The Arkansas bank that moved into Texas last month has been given until Sept. 12 to respond to the Texas Department of Banking's attempts to force it back across the state line.
A state district judge in Texarkana, Tex., granted Commercial National Bank of Texarkana a continuance last week. The court is giving the bank time to prepare a response to the Texas banking regulator's request for a temporary injunction, which would stop the institution from doing business in Texas.
In March, the Office of the Comptroller of the Currency gave the $92 million-asset national bank permission to move its headquarters from Texarkana, Ark, to Texarkana, Tex., and keep its Arkansas offices as branches. The bank made the move on Aug. 24.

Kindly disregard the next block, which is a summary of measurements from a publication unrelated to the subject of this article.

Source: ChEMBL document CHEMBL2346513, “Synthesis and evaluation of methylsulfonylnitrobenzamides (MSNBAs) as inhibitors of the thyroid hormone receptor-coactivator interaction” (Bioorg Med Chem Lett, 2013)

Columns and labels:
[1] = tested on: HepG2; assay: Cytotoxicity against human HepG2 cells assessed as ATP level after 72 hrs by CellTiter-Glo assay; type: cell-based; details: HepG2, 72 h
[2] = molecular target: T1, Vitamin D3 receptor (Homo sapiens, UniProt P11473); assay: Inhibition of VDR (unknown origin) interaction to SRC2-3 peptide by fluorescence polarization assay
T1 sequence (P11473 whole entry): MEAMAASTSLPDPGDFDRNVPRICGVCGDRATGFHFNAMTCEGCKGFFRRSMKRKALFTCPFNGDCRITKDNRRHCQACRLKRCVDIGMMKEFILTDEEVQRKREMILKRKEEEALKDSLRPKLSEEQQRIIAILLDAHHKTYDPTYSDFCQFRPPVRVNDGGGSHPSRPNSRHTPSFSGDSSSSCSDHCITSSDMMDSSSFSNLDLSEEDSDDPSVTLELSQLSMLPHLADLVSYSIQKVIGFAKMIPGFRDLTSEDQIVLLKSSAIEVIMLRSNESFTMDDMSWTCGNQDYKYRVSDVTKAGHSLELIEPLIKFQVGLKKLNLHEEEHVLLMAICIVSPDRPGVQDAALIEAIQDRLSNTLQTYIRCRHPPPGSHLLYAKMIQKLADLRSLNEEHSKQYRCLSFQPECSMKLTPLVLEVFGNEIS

This is allowed under the 30-mile rule, a once obscure provision of the National Bank Act that dozens of banks have used in the past two years to get a head start on interstate branching.
Several state bank regulators have grumbled about the rash of state-line crossings, but on Aug. 25 Texas Banking Commissioner Catherine A. Ghiglieri became the first to sue, arguing that Commercial National is operating a bank in violation of state laws against interstate branching.
"We're kind of caught in the middle," said Dennis A. Huffman, president of Commercial National, which though it is now officially headquartered in Texas still has its executive offices in Arkansas. "It's really a dispute between the Texas banking commissioner and the OCC."